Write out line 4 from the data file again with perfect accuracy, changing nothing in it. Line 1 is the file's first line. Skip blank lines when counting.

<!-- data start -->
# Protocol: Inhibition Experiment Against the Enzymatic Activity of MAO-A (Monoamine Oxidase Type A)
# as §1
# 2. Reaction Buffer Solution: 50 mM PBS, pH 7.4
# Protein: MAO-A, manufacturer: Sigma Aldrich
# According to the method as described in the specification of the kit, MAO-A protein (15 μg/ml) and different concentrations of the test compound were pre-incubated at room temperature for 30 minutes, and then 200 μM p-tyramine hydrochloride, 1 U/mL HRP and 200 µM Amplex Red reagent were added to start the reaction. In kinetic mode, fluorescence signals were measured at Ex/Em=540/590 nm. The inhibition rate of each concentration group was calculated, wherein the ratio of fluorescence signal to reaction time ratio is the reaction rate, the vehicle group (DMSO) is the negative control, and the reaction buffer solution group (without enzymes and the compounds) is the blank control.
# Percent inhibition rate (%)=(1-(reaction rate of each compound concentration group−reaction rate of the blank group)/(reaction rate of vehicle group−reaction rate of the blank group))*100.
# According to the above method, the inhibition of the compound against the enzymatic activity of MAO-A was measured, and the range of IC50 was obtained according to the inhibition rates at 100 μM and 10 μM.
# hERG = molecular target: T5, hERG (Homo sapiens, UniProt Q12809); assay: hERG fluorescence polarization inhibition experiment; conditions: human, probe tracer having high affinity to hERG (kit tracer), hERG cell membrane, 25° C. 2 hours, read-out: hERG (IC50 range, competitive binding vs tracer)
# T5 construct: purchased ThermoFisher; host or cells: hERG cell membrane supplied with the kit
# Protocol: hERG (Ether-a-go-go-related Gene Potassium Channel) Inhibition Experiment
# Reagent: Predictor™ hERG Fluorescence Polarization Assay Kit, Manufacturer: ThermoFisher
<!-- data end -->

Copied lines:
# Protein: MAO-A, manufacturer: Sigma Aldrich